|Publication number||US5154961 A|
|Application number||US 07/694,966|
|Publication date||13 Oct 1992|
|Filing date||3 May 1991|
|Priority date||3 May 1991|
|Also published as||US5362544, USRE36677|
|Publication number||07694966, 694966, US 5154961 A, US 5154961A, US-A-5154961, US5154961 A, US5154961A|
|Original Assignee||The Akro Corporation|
|Export Citation||BiBTeX, EndNote, RefMan|
|Patent Citations (21), Referenced by (30), Classifications (44), Legal Events (12)|
|External Links: USPTO, USPTO Assignment, Espacenet|
This invention relates to floor mats such as
those used in the passenger compartments of automobiles.
Floor mats of the type found in automobiles generally are made of a combination of an elastomeric material (e.g., rubber) and a carpeted material. Typically the carpeted material is attached to a rubber backing layer by any of various methods. Unfortunately the layers of these mats tend to separate at the edges of the mat when the mat is in use.
Various methods have been used to provide additional strength to the attachment between layers of the mat to prevent the separation of the mats layers at the edge. For example, methods include or surging yarn over the edges of the mat or a tape may be placed covering the edge of the mat and then stitched to the mat. A disadvantage of this is that the stitching holding the edging tape to the mat also tends to wear out with use and the tape separates from the mat. Furthermore, the tape and stitching must be added to the mat after the mat has been molded, thereby adding an additional manufacturing step.
Another problem is that the mats have a tendency to move or shift due to the action of the driver's or passenger's feet on the mat. Various efforts have been made to prevent slippage by use of permanent retention means such as hooks, snap fasteners, Velcro® strips and the like. However, none of these are commercially successful because they tend to distract from aesthetics of the mat. Another solution is to use an array of downwardly extending projections or "nibs" to reduce slippage such as proposed, for example in commonly assigned U.S. Pat. No. 4,174,991 to Reuben. An alternative solution is to use a tacky adhesive on the undersurface of the mat such as proposed in U.S. Pat. No. 4,609,850 to Rockett et al. A combination of nibs and tacky adhesive has also been proposed in commonly assigned U.S. Ser. No. 07/642,926 filed Jan. 18, 1991, and a combination of nibs and polyurethane foam has been proposed in commonly assigned U.S. Ser. No. 07/687,234 filed Apr. 18, 1991.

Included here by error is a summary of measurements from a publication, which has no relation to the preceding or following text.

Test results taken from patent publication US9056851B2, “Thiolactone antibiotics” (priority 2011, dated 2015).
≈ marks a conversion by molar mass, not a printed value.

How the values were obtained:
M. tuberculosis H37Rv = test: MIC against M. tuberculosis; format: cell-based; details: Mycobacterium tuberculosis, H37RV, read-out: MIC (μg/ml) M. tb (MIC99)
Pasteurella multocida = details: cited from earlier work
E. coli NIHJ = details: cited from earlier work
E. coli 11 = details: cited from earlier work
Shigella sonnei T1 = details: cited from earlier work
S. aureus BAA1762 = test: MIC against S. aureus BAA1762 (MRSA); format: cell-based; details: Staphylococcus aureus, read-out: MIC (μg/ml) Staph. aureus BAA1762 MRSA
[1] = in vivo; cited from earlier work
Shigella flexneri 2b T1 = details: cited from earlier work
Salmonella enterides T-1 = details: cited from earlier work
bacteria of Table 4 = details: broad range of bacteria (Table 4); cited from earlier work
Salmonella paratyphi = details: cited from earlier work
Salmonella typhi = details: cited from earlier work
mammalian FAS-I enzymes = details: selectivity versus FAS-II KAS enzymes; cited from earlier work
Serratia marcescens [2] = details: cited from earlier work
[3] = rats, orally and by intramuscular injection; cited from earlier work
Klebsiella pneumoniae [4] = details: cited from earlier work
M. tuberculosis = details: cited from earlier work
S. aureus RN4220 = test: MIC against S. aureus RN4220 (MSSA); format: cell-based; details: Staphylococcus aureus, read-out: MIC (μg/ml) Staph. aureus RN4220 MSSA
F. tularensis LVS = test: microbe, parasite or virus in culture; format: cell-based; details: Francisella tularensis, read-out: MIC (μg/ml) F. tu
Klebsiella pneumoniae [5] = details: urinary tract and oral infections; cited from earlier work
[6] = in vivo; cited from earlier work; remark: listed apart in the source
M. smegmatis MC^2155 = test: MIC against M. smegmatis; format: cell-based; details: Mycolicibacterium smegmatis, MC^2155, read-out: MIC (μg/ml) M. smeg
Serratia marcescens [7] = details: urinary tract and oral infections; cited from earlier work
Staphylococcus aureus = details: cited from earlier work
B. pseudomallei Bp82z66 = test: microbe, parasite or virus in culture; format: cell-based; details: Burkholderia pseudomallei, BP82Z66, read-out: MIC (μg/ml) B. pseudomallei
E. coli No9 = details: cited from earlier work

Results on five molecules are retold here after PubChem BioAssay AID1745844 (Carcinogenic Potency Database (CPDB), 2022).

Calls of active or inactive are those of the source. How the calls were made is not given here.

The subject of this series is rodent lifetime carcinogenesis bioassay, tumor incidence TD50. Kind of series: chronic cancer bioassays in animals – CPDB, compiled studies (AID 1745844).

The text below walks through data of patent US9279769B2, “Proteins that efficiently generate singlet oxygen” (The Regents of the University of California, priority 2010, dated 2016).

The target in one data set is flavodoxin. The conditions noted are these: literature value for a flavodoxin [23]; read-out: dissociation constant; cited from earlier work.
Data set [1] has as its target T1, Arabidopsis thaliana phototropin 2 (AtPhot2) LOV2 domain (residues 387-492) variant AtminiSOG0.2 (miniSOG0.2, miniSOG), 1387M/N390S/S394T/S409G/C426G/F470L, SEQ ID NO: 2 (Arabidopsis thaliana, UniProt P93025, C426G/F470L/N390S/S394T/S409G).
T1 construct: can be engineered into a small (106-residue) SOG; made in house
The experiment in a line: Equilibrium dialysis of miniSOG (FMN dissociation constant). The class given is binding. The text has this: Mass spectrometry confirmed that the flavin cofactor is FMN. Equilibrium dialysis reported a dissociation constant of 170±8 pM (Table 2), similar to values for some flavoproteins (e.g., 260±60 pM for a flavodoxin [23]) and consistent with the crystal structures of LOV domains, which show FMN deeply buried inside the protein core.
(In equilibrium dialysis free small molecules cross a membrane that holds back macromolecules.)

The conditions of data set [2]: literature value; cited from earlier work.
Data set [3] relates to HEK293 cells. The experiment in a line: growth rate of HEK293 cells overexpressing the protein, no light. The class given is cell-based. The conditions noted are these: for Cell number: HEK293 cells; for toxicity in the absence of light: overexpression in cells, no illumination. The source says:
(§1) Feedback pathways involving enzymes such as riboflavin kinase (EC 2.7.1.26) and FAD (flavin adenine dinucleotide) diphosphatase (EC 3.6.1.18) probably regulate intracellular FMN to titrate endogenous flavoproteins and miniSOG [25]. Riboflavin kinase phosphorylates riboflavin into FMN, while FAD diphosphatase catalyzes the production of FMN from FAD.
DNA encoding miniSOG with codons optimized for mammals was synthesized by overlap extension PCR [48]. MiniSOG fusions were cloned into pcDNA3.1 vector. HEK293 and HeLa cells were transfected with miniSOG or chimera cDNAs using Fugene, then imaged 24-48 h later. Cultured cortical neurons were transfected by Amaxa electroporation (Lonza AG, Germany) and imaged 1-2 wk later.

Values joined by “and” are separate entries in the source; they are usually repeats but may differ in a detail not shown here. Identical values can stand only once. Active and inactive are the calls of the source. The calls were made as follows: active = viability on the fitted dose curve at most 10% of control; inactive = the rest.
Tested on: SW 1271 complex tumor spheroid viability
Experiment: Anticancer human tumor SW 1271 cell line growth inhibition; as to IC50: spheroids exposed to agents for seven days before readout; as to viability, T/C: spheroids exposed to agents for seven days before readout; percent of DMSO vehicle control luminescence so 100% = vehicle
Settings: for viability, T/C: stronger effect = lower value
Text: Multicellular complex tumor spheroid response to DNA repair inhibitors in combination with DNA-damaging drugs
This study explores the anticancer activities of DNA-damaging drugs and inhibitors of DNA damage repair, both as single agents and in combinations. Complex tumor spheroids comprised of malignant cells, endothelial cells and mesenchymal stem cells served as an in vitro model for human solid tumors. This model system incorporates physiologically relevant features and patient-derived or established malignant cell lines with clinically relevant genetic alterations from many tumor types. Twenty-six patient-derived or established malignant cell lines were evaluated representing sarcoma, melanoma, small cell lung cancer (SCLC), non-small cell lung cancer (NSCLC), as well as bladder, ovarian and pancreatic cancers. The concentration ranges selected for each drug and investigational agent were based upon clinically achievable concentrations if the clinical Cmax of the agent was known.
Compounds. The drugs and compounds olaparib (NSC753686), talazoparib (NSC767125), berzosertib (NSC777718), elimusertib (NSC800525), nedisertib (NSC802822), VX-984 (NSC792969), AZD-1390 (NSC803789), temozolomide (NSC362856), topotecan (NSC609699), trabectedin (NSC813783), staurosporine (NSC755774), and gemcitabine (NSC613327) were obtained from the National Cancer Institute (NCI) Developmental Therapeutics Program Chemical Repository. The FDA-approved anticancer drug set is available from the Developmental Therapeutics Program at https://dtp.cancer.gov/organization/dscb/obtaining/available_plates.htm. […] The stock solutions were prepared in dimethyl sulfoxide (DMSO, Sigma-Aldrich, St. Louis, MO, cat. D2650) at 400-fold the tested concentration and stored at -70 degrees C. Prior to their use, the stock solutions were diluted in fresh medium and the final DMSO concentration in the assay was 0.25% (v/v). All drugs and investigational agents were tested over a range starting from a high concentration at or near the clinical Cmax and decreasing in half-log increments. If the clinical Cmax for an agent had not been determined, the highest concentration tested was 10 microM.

It would be highly desirable to provide a floor mat which does not have the need for edge stitching, taping, or the like while eliminating the slippage problems associated with conventional floor mats.
The automobile floor mat of the present invention is a pliable multilayer structure having an upper face layer and a base layer adapted to confront automobile flooring overlaid by the mat. The base layer has a main body section bordered by an edge section. Preferably, the main body section is relatively thin and the edge section is relatively thick. The edge section has a channel extending longitudinally thereof, and preferably opening from the bottom surface of the edge section. The edge section has an upper surface disposed at an elevation above the elevation of the main body section of the base layer. This upper surface preferably provides a decorative edge portion in the face layer. The thicker edge section provides stiffness to the periphery of the base layer and serves to reduce deformation of the channel of the mat during use. Additionally, the thicker section helps prevent slippage of the mat. The channel of the floor mat preferably has a plurality of ribs disposed within and extending transversely across the channel to further stiffen the channel.